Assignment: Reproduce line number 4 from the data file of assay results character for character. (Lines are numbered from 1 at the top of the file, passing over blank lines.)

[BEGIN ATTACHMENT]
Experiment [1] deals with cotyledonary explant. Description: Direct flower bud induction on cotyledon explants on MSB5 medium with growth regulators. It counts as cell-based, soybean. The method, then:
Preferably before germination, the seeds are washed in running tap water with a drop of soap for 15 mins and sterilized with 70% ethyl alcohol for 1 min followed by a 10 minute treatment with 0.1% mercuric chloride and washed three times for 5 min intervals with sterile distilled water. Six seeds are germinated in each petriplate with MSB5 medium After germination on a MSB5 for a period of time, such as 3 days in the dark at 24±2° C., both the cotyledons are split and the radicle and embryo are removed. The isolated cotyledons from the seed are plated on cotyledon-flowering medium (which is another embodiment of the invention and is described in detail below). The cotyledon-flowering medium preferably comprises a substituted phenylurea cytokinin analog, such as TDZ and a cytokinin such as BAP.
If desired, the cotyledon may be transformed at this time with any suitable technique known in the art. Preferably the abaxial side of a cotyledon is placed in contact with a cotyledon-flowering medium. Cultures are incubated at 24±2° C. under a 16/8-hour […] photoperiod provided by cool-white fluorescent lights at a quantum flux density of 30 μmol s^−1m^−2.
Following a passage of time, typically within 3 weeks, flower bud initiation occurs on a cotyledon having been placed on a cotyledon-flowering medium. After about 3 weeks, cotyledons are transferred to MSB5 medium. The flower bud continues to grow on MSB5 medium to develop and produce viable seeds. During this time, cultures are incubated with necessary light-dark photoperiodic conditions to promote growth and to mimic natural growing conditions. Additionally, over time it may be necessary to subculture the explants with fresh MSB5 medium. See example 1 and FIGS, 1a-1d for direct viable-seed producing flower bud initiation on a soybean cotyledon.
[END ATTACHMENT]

Following a passage of time, typically within 3 weeks, flower bud initiation occurs on a cotyledon having been placed on a cotyledon-flowering medium. After about 3 weeks, cotyledons are transferred to MSB5 medium. The flower bud continues to grow on MSB5 medium to develop and produce viable seeds. During this time, cultures are incubated with necessary light-dark photoperiodic conditions to promote growth and to mimic natural growing conditions. Additionally, over time it may be necessary to subculture the explants with fresh MSB5 medium. See example 1 and FIGS, 1a-1d for direct viable-seed producing flower bud initiation on a soybean cotyledon.